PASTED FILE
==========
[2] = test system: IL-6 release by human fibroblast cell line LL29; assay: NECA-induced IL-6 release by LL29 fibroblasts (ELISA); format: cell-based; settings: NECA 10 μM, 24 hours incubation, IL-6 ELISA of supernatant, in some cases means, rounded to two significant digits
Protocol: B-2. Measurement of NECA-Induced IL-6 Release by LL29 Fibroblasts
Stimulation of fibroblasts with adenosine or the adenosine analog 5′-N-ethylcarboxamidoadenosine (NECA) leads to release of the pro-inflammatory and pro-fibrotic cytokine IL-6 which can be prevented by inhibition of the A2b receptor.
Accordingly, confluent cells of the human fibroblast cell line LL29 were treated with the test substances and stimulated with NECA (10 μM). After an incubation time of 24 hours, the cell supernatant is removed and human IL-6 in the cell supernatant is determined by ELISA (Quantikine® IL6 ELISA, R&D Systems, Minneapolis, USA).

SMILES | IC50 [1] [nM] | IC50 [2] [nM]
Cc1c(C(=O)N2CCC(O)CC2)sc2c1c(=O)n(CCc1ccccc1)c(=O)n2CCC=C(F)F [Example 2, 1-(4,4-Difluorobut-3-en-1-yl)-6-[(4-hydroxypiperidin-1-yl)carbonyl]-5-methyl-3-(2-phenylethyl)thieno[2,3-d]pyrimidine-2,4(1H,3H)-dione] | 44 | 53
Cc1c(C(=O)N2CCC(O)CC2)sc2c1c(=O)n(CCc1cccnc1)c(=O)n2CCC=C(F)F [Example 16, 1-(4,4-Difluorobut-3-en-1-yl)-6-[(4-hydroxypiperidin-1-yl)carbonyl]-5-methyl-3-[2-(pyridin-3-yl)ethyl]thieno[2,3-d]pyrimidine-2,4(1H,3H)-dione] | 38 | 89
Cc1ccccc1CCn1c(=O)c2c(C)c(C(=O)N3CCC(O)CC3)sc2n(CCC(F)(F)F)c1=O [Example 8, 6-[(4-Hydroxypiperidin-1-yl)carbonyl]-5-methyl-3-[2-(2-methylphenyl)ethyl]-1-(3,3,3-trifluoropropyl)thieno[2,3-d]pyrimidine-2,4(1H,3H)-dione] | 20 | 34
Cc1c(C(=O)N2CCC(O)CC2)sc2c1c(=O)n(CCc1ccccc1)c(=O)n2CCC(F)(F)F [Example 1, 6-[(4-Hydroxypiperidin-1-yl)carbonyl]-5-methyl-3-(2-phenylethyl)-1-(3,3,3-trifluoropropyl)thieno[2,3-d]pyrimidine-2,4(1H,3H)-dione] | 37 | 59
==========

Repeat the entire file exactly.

[2] = test system: IL-6 release by human fibroblast cell line LL29; assay: NECA-induced IL-6 release by LL29 fibroblasts (ELISA); format: cell-based; settings: NECA 10 μM, 24 hours incubation, IL-6 ELISA of supernatant, in some cases means, rounded to two significant digits
Protocol: B-2. Measurement of NECA-Induced IL-6 Release by LL29 Fibroblasts
Stimulation of fibroblasts with adenosine or the adenosine analog 5′-N-ethylcarboxamidoadenosine (NECA) leads to release of the pro-inflammatory and pro-fibrotic cytokine IL-6 which can be prevented by inhibition of the A2b receptor.
Accordingly, confluent cells of the human fibroblast cell line LL29 were treated with the test substances and stimulated with NECA (10 μM). After an incubation time of 24 hours, the cell supernatant is removed and human IL-6 in the cell supernatant is determined by ELISA (Quantikine® IL6 ELISA, R&D Systems, Minneapolis, USA).

SMILES | IC50 [1] [nM] | IC50 [2] [nM]
Cc1c(C(=O)N2CCC(O)CC2)sc2c1c(=O)n(CCc1ccccc1)c(=O)n2CCC=C(F)F [Example 2, 1-(4,4-Difluorobut-3-en-1-yl)-6-[(4-hydroxypiperidin-1-yl)carbonyl]-5-methyl-3-(2-phenylethyl)thieno[2,3-d]pyrimidine-2,4(1H,3H)-dione] | 44 | 53
Cc1c(C(=O)N2CCC(O)CC2)sc2c1c(=O)n(CCc1cccnc1)c(=O)n2CCC=C(F)F [Example 16, 1-(4,4-Difluorobut-3-en-1-yl)-6-[(4-hydroxypiperidin-1-yl)carbonyl]-5-methyl-3-[2-(pyridin-3-yl)ethyl]thieno[2,3-d]pyrimidine-2,4(1H,3H)-dione] | 38 | 89
Cc1ccccc1CCn1c(=O)c2c(C)c(C(=O)N3CCC(O)CC3)sc2n(CCC(F)(F)F)c1=O [Example 8, 6-[(4-Hydroxypiperidin-1-yl)carbonyl]-5-methyl-3-[2-(2-methylphenyl)ethyl]-1-(3,3,3-trifluoropropyl)thieno[2,3-d]pyrimidine-2,4(1H,3H)-dione] | 20 | 34
Cc1c(C(=O)N2CCC(O)CC2)sc2c1c(=O)n(CCc1ccccc1)c(=O)n2CCC(F)(F)F [Example 1, 6-[(4-Hydroxypiperidin-1-yl)carbonyl]-5-methyl-3-(2-phenylethyl)-1-(3,3,3-trifluoropropyl)thieno[2,3-d]pyrimidine-2,4(1H,3H)-dione] | 37 | 59